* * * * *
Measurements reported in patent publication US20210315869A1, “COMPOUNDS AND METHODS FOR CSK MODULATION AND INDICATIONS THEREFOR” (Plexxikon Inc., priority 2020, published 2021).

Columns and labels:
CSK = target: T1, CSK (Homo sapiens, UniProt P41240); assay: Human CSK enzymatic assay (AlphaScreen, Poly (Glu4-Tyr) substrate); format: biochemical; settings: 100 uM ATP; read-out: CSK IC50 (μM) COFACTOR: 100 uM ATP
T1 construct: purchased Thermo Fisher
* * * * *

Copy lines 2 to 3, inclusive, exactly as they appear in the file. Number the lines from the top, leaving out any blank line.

Columns and labels:
CSK = target: T1, CSK (Homo sapiens, UniProt P41240); assay: Human CSK enzymatic assay (AlphaScreen, Poly (Glu4-Tyr) substrate); format: biochemical; settings: 100 uM ATP; read-out: CSK IC50 (μM) COFACTOR: 100 uM ATP